One final feature of BWC that was not in the original code we wrote is cancellation support.  It is often nice to allow users to cancel lengthy tasks.  BWC supports this automatically.  All you have to do is tell it that you will allow cancellation and then periodically check for a cancellation request.  For algorithms that loop you generally check at the beginning of each loop.  The more frequently you check the cancellation flag (CancellationPending) the faster your user will see the process be cancelled.

public void Run ( )
{
   BackgroundWorker bwc = new BackgroundWorker(); 
   bwc.DoWork += DoWork; 
   bwc.RunWorkerCompleted += OnCompleted; 
   bwc.WorkerReportsProgress = true
   bwc.ProgressChanged += OnProgressChanged;
   bwc.WorkerSupportsCancellation = true
   bwc.RunWorkerAsync();    //Run it
}

private void btnCancel_Click ( object sender, EventArgs e ) 
{ bwc.CancelAsync(); }

private void OnProgressChanged ( object sender, ProgressChangedEventArgs e ) 
{ myProgress.Value = e.ProgressPercentage; }

private void OnCompleted ( object sender, RunWorkerCompletedEventArgs e ) 
{
   if (e.Cancelled) 
      MessageBox.Show(
“Cancelled”); 
   else 
      MessageBox.Show(“Done”);

private void DoWork ( object sender, DoWorkEventArgs e ) 

   BackgroundWorker bwc = sender as BackgroundWorker; 
   for (int nIdx = 1; nIdx <= 100; ++nIdx) 
   { 
      if (bwc.CancellationPending)
      {
         e.Cancel = 
true;
         
return
      };

      Thread.Sleep(50); 
      bwc.ReportProgress(nIdx); 
   };
}

Here we’ve set the property notifying BWC that we support cancellation and we check for cancellation during each iteration of the loop.  We also modified the completion handler to detect whether the operation completed or was cancelled.  The only hard part here is actually hooking a control (such as a button) up to cancel the work.  If you use the designer to drop the BWC on your form then you can use the field that is created to access the BWC.  In the above code it was a local variable so you would have to somehow store the local variable somewhere where the cancel button’s click handler could get to it.  I leave that for you to figure out.

Why Not Do It Automatically

Some people ask why, if it is so common, Windows does not do this automatically or why the framework developers didn’t do it, or why they shouldn’t do it themeselves.  The answer is performance.  As common as it might be most UI interaction still occurs on the appropriate thread.  It is not really worth the performance hit to always handle the situation.  This is a common theme throughout the framework.  Another problem with threading messages is the order.  In general if you send two messages (one right after the other) then you expect the first message to be processed first and then the second message.  With asynchronous calls this might not be true.  Therefore more effort must be put into ensuring that the ordering of messages is not important.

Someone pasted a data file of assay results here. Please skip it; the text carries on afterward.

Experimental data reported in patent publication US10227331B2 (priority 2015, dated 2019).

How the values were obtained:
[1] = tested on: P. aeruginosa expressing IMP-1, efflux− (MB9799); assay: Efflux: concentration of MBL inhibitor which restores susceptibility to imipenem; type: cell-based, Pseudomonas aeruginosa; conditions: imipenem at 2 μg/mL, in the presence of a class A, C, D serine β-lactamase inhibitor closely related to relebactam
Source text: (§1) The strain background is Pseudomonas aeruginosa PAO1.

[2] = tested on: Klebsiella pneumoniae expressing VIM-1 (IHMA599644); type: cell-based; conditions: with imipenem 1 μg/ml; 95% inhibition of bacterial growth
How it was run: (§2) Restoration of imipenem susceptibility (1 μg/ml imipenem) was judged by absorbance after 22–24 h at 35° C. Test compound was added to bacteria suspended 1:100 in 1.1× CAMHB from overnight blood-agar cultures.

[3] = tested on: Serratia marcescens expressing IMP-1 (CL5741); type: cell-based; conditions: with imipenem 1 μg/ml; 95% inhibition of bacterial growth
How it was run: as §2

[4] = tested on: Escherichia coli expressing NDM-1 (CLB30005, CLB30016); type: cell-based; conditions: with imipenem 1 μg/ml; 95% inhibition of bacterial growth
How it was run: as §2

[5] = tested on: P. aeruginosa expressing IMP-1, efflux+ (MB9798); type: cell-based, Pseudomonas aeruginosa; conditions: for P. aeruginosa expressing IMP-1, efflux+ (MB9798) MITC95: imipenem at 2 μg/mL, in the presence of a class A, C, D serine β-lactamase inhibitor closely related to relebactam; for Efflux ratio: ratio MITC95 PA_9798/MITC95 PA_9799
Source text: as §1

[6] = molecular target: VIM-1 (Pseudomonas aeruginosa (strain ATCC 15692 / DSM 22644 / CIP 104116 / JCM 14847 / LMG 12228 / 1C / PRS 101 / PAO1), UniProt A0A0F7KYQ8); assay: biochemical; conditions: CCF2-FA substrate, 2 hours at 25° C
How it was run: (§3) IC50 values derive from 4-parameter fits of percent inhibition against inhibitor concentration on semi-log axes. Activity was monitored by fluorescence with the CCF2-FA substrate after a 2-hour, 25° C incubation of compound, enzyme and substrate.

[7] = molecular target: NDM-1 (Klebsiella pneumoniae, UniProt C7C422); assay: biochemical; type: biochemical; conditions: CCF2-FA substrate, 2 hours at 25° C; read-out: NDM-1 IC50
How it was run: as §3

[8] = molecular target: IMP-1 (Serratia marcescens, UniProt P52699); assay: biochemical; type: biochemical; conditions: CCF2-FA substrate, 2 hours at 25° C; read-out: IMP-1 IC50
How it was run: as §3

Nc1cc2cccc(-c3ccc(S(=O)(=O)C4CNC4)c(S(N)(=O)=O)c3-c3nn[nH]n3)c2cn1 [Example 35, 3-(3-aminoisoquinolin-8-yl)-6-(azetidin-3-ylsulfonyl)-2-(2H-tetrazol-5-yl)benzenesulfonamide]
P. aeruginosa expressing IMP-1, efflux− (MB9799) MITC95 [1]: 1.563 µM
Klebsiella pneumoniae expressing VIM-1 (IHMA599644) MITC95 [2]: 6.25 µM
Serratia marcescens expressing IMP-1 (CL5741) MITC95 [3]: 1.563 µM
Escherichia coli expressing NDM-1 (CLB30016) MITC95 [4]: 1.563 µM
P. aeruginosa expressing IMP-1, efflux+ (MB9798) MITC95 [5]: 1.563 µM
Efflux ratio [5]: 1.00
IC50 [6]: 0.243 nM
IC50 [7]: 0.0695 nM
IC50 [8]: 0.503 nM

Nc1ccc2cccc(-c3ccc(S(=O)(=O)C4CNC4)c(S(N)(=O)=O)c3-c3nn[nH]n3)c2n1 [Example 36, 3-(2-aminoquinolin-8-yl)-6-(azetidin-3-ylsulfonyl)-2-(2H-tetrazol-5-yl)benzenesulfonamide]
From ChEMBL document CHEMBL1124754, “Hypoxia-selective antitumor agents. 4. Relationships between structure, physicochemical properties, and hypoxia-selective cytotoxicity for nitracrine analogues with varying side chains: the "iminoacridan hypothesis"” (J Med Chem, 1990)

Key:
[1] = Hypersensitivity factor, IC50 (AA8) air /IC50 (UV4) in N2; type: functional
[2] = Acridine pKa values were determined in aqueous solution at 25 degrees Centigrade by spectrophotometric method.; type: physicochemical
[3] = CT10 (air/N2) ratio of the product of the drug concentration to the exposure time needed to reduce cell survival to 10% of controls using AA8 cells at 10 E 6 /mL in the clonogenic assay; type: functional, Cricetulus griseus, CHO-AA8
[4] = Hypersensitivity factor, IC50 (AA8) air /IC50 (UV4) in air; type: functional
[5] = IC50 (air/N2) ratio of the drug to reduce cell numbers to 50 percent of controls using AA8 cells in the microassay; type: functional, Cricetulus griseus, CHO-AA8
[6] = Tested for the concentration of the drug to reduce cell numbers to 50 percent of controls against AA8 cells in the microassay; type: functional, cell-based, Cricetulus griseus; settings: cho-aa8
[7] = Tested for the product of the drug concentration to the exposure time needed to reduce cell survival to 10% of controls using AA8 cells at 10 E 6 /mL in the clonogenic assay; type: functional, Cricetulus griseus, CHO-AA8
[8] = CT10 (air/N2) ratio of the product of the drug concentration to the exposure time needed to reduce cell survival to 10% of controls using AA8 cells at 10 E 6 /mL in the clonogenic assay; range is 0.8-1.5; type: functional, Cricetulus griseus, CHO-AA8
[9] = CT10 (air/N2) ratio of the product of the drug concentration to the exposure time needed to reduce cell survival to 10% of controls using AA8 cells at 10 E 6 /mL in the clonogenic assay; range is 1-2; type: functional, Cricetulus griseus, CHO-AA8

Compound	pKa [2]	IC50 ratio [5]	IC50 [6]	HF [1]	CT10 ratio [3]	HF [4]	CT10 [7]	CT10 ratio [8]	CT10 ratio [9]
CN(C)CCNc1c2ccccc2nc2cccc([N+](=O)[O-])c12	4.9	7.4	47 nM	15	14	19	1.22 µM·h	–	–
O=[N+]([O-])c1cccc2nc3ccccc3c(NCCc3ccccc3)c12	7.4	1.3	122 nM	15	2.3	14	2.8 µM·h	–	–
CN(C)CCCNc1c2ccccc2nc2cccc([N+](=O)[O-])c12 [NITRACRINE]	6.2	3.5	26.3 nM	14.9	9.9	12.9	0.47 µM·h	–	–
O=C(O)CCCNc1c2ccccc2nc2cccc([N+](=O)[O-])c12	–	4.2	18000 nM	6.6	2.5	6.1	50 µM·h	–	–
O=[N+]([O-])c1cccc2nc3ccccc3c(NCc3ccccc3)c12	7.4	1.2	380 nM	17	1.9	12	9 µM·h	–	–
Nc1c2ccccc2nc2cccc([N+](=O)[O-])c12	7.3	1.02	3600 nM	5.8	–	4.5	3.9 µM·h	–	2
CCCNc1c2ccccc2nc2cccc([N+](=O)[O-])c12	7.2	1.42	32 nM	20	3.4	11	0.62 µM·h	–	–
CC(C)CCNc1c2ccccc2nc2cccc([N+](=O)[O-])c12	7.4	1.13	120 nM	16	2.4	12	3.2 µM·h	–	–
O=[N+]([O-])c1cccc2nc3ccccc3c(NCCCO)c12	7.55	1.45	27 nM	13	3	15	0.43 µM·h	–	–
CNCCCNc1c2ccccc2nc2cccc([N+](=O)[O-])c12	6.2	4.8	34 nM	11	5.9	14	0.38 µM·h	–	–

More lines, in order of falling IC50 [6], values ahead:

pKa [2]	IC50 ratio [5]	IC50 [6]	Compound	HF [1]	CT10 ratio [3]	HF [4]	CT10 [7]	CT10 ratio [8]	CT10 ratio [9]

Most classes in the framework are not thread safe.  The reasoning is that it adds complexity and degrades performance.  A good multithreaded appliation does not allow just any object to be accessed across threads.  This would be a bad design.  Instead only a select few objects are shared and it is these objects that need to be thread safe, not the entire application.

Until Windows sheds its message queue behavior I’m afraid we are stuck with this limitation.  Although I believe WPF has somewhat remedied the situation…

Persisting Form Settings

(Originally published: 15 September 2007)

This article was originally written when .NET v2 was released.  Some of the information in here may be outdated with newer .NET versions but there is still some good information on persisting form settings and avoiding some pitfalls in the process.  Therefore this article is being posed unchanged from its initial form.

When working with Windows applications users expect that the application will remember its state when it is closed and restore that state when it is opened.  This allows the user to customize the layout of the application to fit their needs.  If Bill only works with a single application at a time he might like to have the application take up the whole screen so he can maximize his view.  Julie, on the other hand, runs several applications at once.  She wants to keep windows laid out in a certain order so she can efficiently copy and paste data between applications.  It doesn’t make sense to require Julie and Bill to share the same window layouts when their individual settings can be stored easily.

In the early betas of .NET v2 this functionality was available.  It seems to have been removed before the final release.  This article will discuss how to add in form state persistence to your WinForms applications.  This article will only deal with a single form and the basic form attributes but it can be extended to multiple forms with many different properties including tool windows and docking state.

Where to Store the Data